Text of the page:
nerve conductions & electromyography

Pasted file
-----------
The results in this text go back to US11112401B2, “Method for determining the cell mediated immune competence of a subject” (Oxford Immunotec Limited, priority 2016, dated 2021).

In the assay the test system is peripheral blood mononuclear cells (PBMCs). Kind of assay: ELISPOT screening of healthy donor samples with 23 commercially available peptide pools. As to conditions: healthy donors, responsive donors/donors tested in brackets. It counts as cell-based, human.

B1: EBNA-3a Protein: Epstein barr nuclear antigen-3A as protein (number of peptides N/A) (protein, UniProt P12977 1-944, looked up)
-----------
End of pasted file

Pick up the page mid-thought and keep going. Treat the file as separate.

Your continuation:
Nerve conductions (NCV) and Electromyography (EMG): Nerve conductions determine how well individual nerves transmit a stimulus by calculating the speed it travels and measuring the time it takes from point to point, as well as how many fibers are working. EMGs give information on the condition of the nerves in specific muscles, and may point to a problem with a nerve root exiting the spinal cord. These tests are useful in detecting disorders such as carpal tunnel syndrome, cervical or lumbar nerve problems and peripheral nerve entrapments or damage from diabetes. They are also useful in testing various muscle disorders. They can help evaluate recovery in peripheral nerve lesions. NCVs involve a series of small electric "shocks" at different sites on the limbs which usually cause a twitch of the fingers or feet. Most people describe the feeling as "weird", and tolerate it very well. EMGs use a thin pin electrode to help the physician listen to and watch the nerve activity within muscles to see if there has been an injury. The test takes a total of about an hour. Please dress comfortably for your test, keeping in mind we need to get to your arms or legs. Loose clothes are best. Avoid lotions on your skin. Eat and take medications as you would normally.